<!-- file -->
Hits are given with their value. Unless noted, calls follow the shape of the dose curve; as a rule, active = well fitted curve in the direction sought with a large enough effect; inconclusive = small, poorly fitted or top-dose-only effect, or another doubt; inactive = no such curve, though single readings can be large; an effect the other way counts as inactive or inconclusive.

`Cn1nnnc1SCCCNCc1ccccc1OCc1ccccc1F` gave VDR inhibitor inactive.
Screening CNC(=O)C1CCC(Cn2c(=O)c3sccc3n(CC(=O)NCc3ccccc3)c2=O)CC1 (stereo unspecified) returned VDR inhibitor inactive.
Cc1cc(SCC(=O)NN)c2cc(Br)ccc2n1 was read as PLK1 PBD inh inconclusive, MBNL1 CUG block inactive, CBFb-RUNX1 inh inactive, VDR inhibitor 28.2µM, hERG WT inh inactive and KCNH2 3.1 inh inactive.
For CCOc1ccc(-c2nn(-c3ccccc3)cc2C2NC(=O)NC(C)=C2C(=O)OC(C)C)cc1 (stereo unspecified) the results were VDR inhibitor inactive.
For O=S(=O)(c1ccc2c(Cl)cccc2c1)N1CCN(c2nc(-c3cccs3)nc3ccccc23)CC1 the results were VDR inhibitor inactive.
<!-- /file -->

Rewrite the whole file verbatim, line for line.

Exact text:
Hits are given with their value. Unless noted, calls follow the shape of the dose curve; as a rule, active = well fitted curve in the direction sought with a large enough effect; inconclusive = small, poorly fitted or top-dose-only effect, or another doubt; inactive = no such curve, though single readings can be large; an effect the other way counts as inactive or inconclusive.

`Cn1nnnc1SCCCNCc1ccccc1OCc1ccccc1F` gave VDR inhibitor inactive.
Screening CNC(=O)C1CCC(Cn2c(=O)c3sccc3n(CC(=O)NCc3ccccc3)c2=O)CC1 (stereo unspecified) returned VDR inhibitor inactive.
Cc1cc(SCC(=O)NN)c2cc(Br)ccc2n1 was read as PLK1 PBD inh inconclusive, MBNL1 CUG block inactive, CBFb-RUNX1 inh inactive, VDR inhibitor 28.2µM, hERG WT inh inactive and KCNH2 3.1 inh inactive.
For CCOc1ccc(-c2nn(-c3ccccc3)cc2C2NC(=O)NC(C)=C2C(=O)OC(C)C)cc1 (stereo unspecified) the results were VDR inhibitor inactive.
For O=S(=O)(c1ccc2c(Cl)cccc2c1)N1CCN(c2nc(-c3cccs3)nc3ccccc23)CC1 the results were VDR inhibitor inactive.